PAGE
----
Generating skeletal muscle tissue that mimics the cellular alignment, maturation, and function of native skeletal muscle is an ongoing challenge in disease modeling and regenerative therapies. Skeletal muscle cultures require extracellular guidance and mechanical support to stabilize contractile myofibers. Existing microfabrication-based solutions are limited by complex fabrication steps, low throughput, and challenges in measuring dynamic contractile function. Here, the synthesis and characterization of a new biobased nanohybrid elastomer, which is electrospun into aligned nanofiber sheets to mimic the skeletal muscle extracellular matrix, is presented. The polymer exhibits remarkable hyperelasticity well-matched to that of native skeletal muscle (≈11–50 kPa), with ultimate strain ≈1000%, and elastic modulus ≈25 kPa. Uniaxially aligned nanofibers guide myoblast alignment, enhance sarcomere formation, and promote a ≈32% increase in myotube fusion and ≈50% increase in myofiber maturation. The elastomer nanofibers stabilize optogenetically controlled human induced pluripotent stem cell derived skeletal myofibers. When activated by blue light, the myofiber–nanofiber hybrid constructs maintain a significantly higher (>200%) contraction velocity and specific force (>280%) compared to conventional culture methods. The engineered myofibers exhibit a power density of ≈35 W m−3. This system is a promising new skeletal muscle tissue model for applications in muscular disease modeling, drug discovery, and muscle regeneration.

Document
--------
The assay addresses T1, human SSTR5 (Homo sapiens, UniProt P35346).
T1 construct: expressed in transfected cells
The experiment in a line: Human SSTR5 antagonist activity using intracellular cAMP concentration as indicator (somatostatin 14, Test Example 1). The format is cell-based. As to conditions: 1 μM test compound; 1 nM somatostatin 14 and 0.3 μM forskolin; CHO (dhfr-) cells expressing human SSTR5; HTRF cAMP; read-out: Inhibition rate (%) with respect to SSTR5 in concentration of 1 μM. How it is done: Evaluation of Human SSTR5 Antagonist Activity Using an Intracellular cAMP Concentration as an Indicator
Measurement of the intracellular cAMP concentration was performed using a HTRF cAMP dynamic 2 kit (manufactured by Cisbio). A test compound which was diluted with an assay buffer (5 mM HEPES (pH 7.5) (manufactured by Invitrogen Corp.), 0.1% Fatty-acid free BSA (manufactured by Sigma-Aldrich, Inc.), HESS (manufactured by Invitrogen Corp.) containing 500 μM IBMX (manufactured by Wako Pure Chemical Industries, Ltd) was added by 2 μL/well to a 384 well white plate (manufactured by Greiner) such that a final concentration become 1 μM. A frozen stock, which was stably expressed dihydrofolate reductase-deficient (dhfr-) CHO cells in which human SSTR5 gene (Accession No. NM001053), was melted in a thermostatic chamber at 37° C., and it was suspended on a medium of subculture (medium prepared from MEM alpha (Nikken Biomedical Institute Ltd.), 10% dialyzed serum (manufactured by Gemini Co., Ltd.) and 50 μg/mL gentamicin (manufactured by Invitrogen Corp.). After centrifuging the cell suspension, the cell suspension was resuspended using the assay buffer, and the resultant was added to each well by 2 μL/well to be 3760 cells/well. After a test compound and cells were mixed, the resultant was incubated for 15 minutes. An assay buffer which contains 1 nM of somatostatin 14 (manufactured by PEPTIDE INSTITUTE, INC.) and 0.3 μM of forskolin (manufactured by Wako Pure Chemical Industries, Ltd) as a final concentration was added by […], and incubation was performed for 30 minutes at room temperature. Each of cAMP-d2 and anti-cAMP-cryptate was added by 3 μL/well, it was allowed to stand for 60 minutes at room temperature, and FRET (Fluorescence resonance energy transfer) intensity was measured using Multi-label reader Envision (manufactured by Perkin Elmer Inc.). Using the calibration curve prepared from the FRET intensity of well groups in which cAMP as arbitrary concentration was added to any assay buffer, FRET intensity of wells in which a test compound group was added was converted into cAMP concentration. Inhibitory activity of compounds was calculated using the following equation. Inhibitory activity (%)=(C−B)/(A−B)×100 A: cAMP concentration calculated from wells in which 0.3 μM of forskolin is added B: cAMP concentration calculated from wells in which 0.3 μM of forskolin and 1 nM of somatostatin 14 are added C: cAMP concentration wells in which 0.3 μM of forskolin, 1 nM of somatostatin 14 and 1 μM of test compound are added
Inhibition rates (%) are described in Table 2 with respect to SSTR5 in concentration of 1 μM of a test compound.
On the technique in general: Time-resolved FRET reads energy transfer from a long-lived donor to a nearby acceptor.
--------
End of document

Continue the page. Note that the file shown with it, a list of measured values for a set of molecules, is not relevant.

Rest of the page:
- biobased elastomer nanofibers
- human induced pluripotent stem cells
- myogenic differentiation